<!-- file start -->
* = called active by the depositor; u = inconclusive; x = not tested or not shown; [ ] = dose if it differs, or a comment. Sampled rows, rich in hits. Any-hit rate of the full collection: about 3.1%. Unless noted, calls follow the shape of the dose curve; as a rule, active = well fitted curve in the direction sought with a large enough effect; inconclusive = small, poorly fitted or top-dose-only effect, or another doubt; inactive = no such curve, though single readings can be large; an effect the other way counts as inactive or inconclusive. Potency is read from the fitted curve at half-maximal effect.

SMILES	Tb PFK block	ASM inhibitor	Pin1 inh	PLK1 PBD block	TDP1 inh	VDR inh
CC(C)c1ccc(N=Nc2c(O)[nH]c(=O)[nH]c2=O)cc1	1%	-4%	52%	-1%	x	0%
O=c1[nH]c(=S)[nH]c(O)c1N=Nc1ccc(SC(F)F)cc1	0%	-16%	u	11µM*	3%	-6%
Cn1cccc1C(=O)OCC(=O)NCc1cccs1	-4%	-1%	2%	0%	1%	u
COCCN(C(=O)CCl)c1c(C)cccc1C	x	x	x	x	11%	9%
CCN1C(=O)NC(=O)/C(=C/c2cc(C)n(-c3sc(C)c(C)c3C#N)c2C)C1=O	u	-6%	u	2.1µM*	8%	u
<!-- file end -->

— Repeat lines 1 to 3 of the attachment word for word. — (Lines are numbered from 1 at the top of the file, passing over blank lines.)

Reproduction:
* = called active by the depositor; u = inconclusive; x = not tested or not shown; [ ] = dose if it differs, or a comment. Sampled rows, rich in hits. Any-hit rate of the full collection: about 3.1%. Unless noted, calls follow the shape of the dose curve; as a rule, active = well fitted curve in the direction sought with a large enough effect; inconclusive = small, poorly fitted or top-dose-only effect, or another doubt; inactive = no such curve, though single readings can be large; an effect the other way counts as inactive or inconclusive. Potency is read from the fitted curve at half-maximal effect.

SMILES	Tb PFK block	ASM inhibitor	Pin1 inh	PLK1 PBD block	TDP1 inh	VDR inh
CC(C)c1ccc(N=Nc2c(O)[nH]c(=O)[nH]c2=O)cc1	1%	-4%	52%	-1%	x	0%